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Father’s fight for nature wins 2014 Japan Prize

A father’s fight to get children to spend more time in nature has won the 2014 Grand Prix Japan Prize.

Project Wild Thing by Green Lions and the BRITDOC Foundation of the United Kingdom tells of a father who is so unhappy that children are hooked on screens that he appoints himself as the marketing director for a brand called Nature. With the help of branding and outdoor experts and psychologists, he makes posters, creates a website and launches a nationwide marketing campaign “Project Wild Thing” to get British children to go outside.

The 2014 Japan Prize International Contest for Educational Media – sponsored by ABU member NHK – received 320 entries from 206 organisations in 62 countries or regions.

Other winners include: Pre-school Category (the Minister of Internal Affairs and Communications Prize) to Mimicries – The Secret of Black and Yellow from NHK and

NHK Educational Corporation; Primary Category (the Minister of Education, Culture, Sports, Science and Technology Prize) for Lizard Girl from Feelgood Fiction Ltd of the UK; Youth Category (the Minister of Foreign Affairs Prize) for The Ways to Embrace Imperfection from Daai Satellite TV, Taiwan; Continuing Education Category (the Governor of Tokyo Prize) for Project Wild Thing; Creative Frontier Category (the Minister of Economy, Trade and Industry Prize) for netwars/out of CTRL from FILMTANK GmbH, MIIQO STUDIOS, ARTE/ZDF, BASTEI LUBBE, Germany.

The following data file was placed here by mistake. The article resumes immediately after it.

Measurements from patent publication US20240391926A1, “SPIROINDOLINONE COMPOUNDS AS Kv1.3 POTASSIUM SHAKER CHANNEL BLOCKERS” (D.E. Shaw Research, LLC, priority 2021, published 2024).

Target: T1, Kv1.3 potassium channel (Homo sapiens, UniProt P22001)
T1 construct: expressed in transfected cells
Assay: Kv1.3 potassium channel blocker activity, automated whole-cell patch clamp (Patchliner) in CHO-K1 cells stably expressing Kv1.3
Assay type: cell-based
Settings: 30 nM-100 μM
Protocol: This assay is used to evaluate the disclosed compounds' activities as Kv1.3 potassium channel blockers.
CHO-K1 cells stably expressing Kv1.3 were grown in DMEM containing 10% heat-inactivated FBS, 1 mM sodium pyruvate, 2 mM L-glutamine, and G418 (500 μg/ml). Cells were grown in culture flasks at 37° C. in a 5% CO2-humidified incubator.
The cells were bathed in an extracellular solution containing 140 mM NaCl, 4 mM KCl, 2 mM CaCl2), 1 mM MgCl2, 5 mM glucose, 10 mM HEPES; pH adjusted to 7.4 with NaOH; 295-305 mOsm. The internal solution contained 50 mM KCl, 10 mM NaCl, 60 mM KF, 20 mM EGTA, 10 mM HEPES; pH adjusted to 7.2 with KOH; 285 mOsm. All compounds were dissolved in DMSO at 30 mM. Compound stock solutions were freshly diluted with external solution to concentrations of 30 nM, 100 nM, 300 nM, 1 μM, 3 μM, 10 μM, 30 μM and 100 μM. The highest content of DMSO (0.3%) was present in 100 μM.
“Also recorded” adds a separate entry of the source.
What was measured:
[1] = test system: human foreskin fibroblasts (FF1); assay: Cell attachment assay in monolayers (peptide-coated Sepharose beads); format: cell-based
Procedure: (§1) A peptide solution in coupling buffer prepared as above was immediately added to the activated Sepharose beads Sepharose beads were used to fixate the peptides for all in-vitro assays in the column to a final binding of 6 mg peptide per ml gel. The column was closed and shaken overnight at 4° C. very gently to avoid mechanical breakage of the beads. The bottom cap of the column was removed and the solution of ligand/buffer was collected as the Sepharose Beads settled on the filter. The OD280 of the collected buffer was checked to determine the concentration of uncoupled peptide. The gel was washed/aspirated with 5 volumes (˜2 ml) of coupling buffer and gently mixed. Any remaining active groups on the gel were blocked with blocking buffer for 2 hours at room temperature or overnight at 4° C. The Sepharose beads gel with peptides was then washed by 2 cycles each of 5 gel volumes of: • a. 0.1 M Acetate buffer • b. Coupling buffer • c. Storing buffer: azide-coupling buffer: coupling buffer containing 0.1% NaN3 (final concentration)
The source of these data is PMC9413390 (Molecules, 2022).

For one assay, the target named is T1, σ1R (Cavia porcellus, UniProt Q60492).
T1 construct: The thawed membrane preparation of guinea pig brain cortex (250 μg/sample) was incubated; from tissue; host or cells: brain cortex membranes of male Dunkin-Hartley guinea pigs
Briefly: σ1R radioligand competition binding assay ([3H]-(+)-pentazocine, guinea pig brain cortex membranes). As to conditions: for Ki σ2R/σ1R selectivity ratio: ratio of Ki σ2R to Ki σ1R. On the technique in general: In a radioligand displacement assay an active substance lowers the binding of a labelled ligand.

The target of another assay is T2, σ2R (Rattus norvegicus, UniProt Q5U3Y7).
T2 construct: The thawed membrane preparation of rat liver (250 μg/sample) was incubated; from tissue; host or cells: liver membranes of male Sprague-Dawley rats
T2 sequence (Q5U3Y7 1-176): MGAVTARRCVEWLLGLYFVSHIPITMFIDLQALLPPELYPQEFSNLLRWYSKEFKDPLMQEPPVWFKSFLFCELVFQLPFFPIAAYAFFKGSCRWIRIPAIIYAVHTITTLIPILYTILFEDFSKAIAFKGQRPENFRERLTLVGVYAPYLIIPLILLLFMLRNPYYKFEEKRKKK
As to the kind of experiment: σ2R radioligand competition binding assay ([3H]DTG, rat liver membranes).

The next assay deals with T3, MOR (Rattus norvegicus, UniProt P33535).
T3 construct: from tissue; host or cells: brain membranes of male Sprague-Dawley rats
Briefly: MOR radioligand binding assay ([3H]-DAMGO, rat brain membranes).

The Audiovisual Division Special Prizes were: The Maeda Prize for Reel Time: Nebulizer from GMA Network Inc of the Philippines; the Japan Foundation President’s Prize for No Fish Where to Go from the National Film Board of Canada (NFB); the UNICEF Prize for Cinderella of Grade 5 from Sri Lanka Rupavahini Corporation (SLRC); the President of NHK Prize for Rabbit and Deer from Moholy-Nagy University of Art and Design, Hungary.

In the TV Proposal Division, the Hoso Bunka Foundation Prize for the most outstanding proposal for an educational TV program went to Meerkat’s Adventure from the Namibian Broadcasting Corporation (NBC), while the Special Prize from the National Federation of UNESCO Associations in Japan went to A Dalit Girl in Baijalpur Village from Media Help Line in Nepal for a proposal that contributes to the diffusion of basic education starting with literacy.